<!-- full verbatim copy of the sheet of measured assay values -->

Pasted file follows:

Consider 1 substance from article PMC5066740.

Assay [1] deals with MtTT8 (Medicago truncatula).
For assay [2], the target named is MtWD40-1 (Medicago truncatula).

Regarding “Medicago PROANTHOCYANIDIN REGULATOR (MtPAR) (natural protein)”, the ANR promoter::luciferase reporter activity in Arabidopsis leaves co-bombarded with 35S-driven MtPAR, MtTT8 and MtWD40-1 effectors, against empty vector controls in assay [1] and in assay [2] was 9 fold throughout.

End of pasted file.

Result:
Consider 1 substance from article PMC5066740.

Assay [1] deals with MtTT8 (Medicago truncatula).
For assay [2], the target named is MtWD40-1 (Medicago truncatula).

Regarding “Medicago PROANTHOCYANIDIN REGULATOR (MtPAR) (natural protein)”, the ANR promoter::luciferase reporter activity in Arabidopsis leaves co-bombarded with 35S-driven MtPAR, MtTT8 and MtWD40-1 effectors, against empty vector controls in assay [1] and in assay [2] was 9 fold throughout.